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Fiskars Machete Rescue: Now with 100% more Hilbilly Faux-carta

Discussion in 'Non-Firearm Weapons' started by Sam Cade, Jun 15, 2013.

  1. Sam Cade

    Sam Cade Member

    Meanwhile, back in the workshop of Horrors:

    Early this spring I was given a Fiskars 22" machete.


    It was a mixture of good and bad features.

    The grip was a two layer cast piece, oddly proportioned with an equilateral upper guard that would wreck the index finger if used for "grassing" without gloves. The blade is slotted into the grip and the tang is completely hidden.

    The blade itself is roughly 2mm thick, very flexible and extremely well heat treated but possessing a bizarre hollow grind behind a very thick bevel.

    This example had been unsuccessfully "sharpened" with a... wait for it... wait for it...
    Dremel tool :banghead: by the previous owner.

    After salvaging the edge with a short convex I put the girl to work and rapidly found that most cuts with resistance would produce a terrible shiver in the blade. Little of it made it to the hand because of the absorbent nature of the grip but I could feel the energy of the cut being wasted in vibration.

    Shorter=Stiffer so I lopped the blade off just under the...hanging hole?
    ...and be damned if it didn't work.:D

    Over the last few months I've used the chopped fiskars quite a bit and after breaking down the corners of the guard it has served quite well....
    Until the compression rivets that held the grip to the tang started to loosen.
    So, back onto the machete pile it went.

    Today I fixed it. :D

    Drilled the rivets and was pleased to find that the tang full length, with two holes instead of the half length, hole-and-slot of the Gerber Gator.

    (I had pictures of the assembly phase but my memory stick crapped out on my. Sorry guys.)

    After prepping the tang and putting some short bolts through the rivet holes I laid up a composite grip with 3M 20122 resin and denim, over a layer of yellow thin cotton fabric.

    It came out extremely well I think. :cool:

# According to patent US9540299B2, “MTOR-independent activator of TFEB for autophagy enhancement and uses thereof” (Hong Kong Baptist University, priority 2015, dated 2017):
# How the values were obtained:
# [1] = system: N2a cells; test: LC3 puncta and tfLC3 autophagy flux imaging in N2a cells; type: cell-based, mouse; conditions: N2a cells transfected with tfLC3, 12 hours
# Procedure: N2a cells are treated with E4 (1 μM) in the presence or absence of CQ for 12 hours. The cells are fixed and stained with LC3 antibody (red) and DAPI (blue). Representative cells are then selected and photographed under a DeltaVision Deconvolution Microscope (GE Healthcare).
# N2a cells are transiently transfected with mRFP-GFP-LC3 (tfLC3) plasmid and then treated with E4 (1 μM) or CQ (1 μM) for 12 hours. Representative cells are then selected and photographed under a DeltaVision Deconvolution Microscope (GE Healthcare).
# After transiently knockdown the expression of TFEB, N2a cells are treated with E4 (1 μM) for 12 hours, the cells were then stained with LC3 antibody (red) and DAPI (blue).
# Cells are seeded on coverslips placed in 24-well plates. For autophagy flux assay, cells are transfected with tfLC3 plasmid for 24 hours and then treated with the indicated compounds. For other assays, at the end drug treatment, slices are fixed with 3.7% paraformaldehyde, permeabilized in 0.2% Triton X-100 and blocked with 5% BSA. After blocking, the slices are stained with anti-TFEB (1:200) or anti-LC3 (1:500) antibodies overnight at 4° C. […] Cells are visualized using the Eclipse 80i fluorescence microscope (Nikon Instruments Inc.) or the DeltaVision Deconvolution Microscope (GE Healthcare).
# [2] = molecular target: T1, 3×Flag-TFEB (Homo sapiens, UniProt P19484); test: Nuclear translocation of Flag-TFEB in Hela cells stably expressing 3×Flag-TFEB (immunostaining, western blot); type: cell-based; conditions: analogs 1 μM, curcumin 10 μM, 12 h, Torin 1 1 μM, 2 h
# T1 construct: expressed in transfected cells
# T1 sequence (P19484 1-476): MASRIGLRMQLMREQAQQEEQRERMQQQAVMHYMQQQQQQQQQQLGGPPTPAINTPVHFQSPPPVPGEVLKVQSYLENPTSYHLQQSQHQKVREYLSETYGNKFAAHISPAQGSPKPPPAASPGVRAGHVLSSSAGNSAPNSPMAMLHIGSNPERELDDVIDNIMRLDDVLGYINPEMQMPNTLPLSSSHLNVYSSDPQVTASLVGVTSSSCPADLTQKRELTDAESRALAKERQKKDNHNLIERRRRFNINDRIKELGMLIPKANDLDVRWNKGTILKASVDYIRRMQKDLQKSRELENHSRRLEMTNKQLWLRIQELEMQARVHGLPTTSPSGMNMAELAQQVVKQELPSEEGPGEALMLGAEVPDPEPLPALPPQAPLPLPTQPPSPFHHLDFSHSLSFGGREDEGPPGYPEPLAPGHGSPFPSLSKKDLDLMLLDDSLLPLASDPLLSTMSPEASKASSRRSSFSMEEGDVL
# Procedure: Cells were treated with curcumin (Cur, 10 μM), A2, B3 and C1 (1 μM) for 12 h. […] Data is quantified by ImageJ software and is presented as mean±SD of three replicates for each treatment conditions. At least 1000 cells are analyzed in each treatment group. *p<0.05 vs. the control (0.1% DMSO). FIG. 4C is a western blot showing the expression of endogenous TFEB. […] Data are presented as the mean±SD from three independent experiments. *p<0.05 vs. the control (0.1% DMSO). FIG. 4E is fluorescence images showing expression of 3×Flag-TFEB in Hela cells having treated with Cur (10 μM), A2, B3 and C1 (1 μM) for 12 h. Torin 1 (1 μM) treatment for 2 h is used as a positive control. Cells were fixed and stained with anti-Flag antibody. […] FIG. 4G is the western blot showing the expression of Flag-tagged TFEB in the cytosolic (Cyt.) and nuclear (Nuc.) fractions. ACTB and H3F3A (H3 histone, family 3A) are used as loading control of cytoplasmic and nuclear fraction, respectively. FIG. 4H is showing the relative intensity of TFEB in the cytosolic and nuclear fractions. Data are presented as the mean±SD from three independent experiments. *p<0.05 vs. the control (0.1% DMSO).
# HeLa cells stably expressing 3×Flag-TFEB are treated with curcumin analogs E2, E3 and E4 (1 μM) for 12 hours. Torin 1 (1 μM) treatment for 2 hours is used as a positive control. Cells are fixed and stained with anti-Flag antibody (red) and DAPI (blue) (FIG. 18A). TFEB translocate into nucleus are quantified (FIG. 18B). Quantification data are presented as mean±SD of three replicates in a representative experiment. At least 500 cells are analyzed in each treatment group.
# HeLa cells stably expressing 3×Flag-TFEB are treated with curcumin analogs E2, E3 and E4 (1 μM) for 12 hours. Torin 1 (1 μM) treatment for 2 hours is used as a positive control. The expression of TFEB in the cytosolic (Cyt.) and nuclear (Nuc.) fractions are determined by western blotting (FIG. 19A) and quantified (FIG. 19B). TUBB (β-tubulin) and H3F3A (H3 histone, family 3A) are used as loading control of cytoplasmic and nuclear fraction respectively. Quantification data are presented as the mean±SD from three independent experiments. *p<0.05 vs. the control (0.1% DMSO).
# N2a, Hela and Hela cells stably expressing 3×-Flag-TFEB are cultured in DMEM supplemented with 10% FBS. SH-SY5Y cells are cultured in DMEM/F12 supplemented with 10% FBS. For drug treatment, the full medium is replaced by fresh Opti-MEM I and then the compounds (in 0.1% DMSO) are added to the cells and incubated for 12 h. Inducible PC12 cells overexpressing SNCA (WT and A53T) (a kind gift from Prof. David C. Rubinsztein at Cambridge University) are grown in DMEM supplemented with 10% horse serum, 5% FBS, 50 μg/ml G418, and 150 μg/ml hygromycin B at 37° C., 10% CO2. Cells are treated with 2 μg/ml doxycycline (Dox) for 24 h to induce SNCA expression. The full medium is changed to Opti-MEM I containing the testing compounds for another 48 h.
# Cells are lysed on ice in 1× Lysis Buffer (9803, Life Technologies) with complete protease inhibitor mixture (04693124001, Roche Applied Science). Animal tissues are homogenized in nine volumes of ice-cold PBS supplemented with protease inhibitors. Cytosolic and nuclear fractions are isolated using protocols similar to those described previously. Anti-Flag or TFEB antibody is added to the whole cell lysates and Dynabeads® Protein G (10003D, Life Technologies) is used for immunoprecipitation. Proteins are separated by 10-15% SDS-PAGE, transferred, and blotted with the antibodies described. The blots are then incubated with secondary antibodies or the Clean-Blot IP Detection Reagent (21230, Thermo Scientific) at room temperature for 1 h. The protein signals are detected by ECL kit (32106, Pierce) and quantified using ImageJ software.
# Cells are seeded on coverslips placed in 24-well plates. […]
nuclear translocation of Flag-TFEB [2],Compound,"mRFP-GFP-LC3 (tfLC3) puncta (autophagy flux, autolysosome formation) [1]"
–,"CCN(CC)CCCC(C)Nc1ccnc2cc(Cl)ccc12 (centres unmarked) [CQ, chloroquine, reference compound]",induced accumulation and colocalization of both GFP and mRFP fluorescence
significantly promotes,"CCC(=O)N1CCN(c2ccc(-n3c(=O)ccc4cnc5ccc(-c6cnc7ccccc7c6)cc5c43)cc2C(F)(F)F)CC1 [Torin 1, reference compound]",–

The grind on the grip is about 95% finished here.

    I'll probably push the convex up a bit tomorrow.

    Maybe take the flats down to 800 grit.

    Attached Files:

    Last edited: Jun 15, 2013
  2. bikerdoc

    bikerdoc Moderator

    I like the whole project and how you problem solved it.
    Good job.
  3. Deltaboy

    Deltaboy Well-Known Member

    Good Job.
  4. hso

    hso Moderator Staff Member

    Dr. Frankencarta, ni



    Sam, nice job. You're a scary inspiration to all of us.

    Try a plain jane Ontario next. They use good steel and with your Hillbilly Frankencarta magic I bet you could create a thing of wonder from one.
  5. Sam Cade

    Sam Cade Member

    Thanks for the kind words everybody! :eek:

    I've done a couple of the OKC 1-18s now. I'd like to do a lot more.

    I finished up one in RED denim this morning and my UPS guy bought it before I could take off my respirator. I never got to cut anything with it. Bummer.

    The orange handled one in the attachment was one of the first prototypes I did.

    Stripped, convexed and spearpointed.

    The OKCs are thick and rigid, put a good edge on them and they cut like a lightsaber. Only downside is that they are bit short for the weight and wear me out on grass.

    Attached Files:

  6. Deltaboy

    Deltaboy Well-Known Member

    Great Ideas on fixing those tools.
  7. xjsnake

    xjsnake Well-Known Member

    OOO I like that orange handled one. I've got an old Tram that might have a trip to the shop in it's future after looking at these.
  8. Sam Cade

    Sam Cade Member

    The relatively narrow tang shape that most Trams have (as an artifact of the one piece slotted grip) would be very conducive to the process.

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